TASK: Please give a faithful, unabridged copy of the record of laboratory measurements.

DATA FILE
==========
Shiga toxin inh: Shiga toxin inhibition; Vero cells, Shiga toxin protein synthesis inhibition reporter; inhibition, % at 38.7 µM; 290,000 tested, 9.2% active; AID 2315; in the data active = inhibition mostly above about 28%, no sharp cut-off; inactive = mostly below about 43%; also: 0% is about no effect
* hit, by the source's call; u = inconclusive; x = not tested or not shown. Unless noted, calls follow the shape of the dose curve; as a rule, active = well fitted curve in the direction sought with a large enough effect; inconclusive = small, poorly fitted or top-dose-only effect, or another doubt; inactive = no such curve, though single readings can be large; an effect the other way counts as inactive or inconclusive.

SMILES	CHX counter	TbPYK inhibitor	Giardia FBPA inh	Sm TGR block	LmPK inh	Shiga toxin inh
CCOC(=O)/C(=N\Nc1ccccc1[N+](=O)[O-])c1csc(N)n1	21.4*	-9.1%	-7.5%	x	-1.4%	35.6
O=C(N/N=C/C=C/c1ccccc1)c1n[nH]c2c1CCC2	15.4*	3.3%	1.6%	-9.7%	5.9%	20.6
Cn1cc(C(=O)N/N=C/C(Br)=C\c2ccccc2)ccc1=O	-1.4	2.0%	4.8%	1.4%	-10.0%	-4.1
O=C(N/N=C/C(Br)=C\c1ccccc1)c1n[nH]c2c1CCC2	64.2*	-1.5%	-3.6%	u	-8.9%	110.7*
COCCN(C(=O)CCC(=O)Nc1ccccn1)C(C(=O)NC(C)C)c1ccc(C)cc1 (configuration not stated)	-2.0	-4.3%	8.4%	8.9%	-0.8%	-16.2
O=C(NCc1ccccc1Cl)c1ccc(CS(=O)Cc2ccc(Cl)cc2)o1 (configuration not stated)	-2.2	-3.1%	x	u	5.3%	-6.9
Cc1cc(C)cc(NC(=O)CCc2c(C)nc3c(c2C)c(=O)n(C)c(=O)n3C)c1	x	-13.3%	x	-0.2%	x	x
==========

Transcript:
Shiga toxin inh: Shiga toxin inhibition; Vero cells, Shiga toxin protein synthesis inhibition reporter; inhibition, % at 38.7 µM; 290,000 tested, 9.2% active; AID 2315; in the data active = inhibition mostly above about 28%, no sharp cut-off; inactive = mostly below about 43%; also: 0% is about no effect
* hit, by the source's call; u = inconclusive; x = not tested or not shown. Unless noted, calls follow the shape of the dose curve; as a rule, active = well fitted curve in the direction sought with a large enough effect; inconclusive = small, poorly fitted or top-dose-only effect, or another doubt; inactive = no such curve, though single readings can be large; an effect the other way counts as inactive or inconclusive.

SMILES	CHX counter	TbPYK inhibitor	Giardia FBPA inh	Sm TGR block	LmPK inh	Shiga toxin inh
CCOC(=O)/C(=N\Nc1ccccc1[N+](=O)[O-])c1csc(N)n1	21.4*	-9.1%	-7.5%	x	-1.4%	35.6
O=C(N/N=C/C=C/c1ccccc1)c1n[nH]c2c1CCC2	15.4*	3.3%	1.6%	-9.7%	5.9%	20.6
Cn1cc(C(=O)N/N=C/C(Br)=C\c2ccccc2)ccc1=O	-1.4	2.0%	4.8%	1.4%	-10.0%	-4.1
O=C(N/N=C/C(Br)=C\c1ccccc1)c1n[nH]c2c1CCC2	64.2*	-1.5%	-3.6%	u	-8.9%	110.7*
COCCN(C(=O)CCC(=O)Nc1ccccn1)C(C(=O)NC(C)C)c1ccc(C)cc1 (configuration not stated)	-2.0	-4.3%	8.4%	8.9%	-0.8%	-16.2
O=C(NCc1ccccc1Cl)c1ccc(CS(=O)Cc2ccc(Cl)cc2)o1 (configuration not stated)	-2.2	-3.1%	x	u	5.3%	-6.9
Cc1cc(C)cc(NC(=O)CCc2c(C)nc3c(c2C)c(=O)n(C)c(=O)n3C)c1	x	-13.3%	x	-0.2%	x	x